Wednesday 27 November
Ernst Lubitsch (1892–1947) is one of the defining figures of the cinema of the first half of the 20th century. Starting as an actor in Max Reinhardt’s Deutsches Theatre, he quickly became a key director of German cinema, moving dexterously between comedies of manners, exotic fantasias and epic historical romances and adventures. Renowned as a director of elegant and sophisticated sexual comedies, his wonderfully balanced and playful work is a marvel of intricate production design and expressive mise en scène. Leaving for the United States in 1923, Lubitsch quickly established himself as a brilliant director of bittersweet, almost continental comic romances and Ruritanian fantasies of a vanishing Europe. The overwhelming musical quality of his cinema allowed his silent work to be truly alive to the possibilities of sound and enabled his smooth, often breathtakingly inventive transition into the talkie era. A multi-talented artist, Lubitsch was also a successful and expressive comic film actor in the 1910s and became Production Manager at Paramount Pictures in the mid-1930s, an appointment that recognised his extraordinary influence and mercurial “touch”. This program showcases the fourth film Lubitsch made in Hollywood, Forbidden Paradise (1924), starring the iconic Pola Negri (who had collaborated on six films with Lubitsch in Germany), alongside two further recent restorations of important films from his German period: Carmen (1918; also starring Negri) and Kohlhiesels Töchter (1920).
7:00pm FORBIDDEN PARADISE
Ernst Lubitsch (1924) 73 mins – Unclassified 15+
Newly restored to the most complete version available for almost 100 years, Lubitsch’s sparkling silent comedy stars Pola Negri as a devilishly sexy, seductively sultry Czarina who embarks on an affair with a soldier (Rod La Rocque). The director’s first film with Famous Players-Lasky, which would lead to his long and fruitful partnership with Paramount Pictures, features his trademark visual sophistication and comic timing as well as richly decorative set design by Hans Dreier and elegant cinematography by Charles Van Enger. With Adolphe Menjou in a key early role.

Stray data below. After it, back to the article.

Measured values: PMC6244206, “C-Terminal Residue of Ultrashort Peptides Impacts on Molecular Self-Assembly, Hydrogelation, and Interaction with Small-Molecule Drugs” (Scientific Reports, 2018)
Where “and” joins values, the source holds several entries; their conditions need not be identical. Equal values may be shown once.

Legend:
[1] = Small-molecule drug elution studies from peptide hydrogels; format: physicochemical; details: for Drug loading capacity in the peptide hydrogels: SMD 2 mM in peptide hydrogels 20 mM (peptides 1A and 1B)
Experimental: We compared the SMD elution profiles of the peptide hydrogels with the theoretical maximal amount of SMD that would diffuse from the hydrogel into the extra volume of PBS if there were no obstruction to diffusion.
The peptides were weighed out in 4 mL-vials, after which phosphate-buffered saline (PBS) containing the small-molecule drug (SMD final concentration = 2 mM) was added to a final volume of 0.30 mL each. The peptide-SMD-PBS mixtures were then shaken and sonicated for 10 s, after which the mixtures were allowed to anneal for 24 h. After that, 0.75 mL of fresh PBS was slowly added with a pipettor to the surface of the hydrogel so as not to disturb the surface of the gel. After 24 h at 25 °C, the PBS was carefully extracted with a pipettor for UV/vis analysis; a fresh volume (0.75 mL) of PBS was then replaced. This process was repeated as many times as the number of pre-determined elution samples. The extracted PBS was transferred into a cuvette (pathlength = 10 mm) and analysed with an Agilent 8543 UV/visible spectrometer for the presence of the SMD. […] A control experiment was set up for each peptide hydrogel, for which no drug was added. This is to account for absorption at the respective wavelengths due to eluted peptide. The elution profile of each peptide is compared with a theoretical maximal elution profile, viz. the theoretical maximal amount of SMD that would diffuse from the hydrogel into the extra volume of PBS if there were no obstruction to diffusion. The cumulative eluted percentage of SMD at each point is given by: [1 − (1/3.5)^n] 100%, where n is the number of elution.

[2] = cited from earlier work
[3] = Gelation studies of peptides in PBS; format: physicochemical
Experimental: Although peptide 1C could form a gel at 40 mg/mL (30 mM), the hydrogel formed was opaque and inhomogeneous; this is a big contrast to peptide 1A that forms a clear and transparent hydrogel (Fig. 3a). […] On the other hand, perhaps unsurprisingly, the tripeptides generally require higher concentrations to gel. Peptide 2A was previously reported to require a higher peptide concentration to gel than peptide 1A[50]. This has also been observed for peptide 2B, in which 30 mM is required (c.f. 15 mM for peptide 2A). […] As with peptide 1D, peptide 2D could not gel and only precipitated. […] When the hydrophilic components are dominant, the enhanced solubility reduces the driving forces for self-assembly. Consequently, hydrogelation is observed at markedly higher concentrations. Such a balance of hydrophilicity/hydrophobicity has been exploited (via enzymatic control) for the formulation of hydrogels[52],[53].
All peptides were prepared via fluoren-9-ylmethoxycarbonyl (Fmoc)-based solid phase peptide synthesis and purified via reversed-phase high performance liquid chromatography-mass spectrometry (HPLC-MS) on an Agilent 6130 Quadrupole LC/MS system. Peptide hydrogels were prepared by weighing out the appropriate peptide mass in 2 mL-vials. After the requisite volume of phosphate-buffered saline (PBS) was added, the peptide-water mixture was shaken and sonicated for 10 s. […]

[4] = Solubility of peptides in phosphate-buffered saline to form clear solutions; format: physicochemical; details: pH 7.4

Restored by the Museum of Modern Art and the Film Foundation with funding provided by George Lucas Family Foundation.
Ernst Lubitsch (1918) 94 mins – Unclassified 15+
Loosely based on Bizet’s opera and the source novella by Prosper Mérimée, Lubitsch’s second film with the libidinous Pola Negri, released as Gypsy Blood in the United States, is a lavish vehicle for the great silent star. Released around the time of Germany’s final defeat in World War I, this is a formative work that points towards the director’s preoccupation with sexuality and historical subject matter in such key films as Madame DuBarry. Scripted by Hanns Kräly, influential French critic Georges Sadoul called it Lubitsch’s “first important film”.
10:15pm KOHLHIESELS TÖCHTER
Ernst Lubitsch (1920) 64 mins – Unclassified 15+
Amongst the most commercially successful of Lubitsch’s German films, this is an “adaptation” of Shakespeare’s The Taming of the Shrew transposed to 19th-century Bavaria. The film follows two sisters; Gretel is pretty and agreeable; Liesel is plain and obstinate (Henny Porten plays both). Tradition dictates that the younger sister cannot marry before the older and something must be done before both sisters are condemned to spinsterhood! Theodor Sparkuhl’s innovative camera techniques add extra punch to this underrated early Lubitsch film. With Emil Jannings.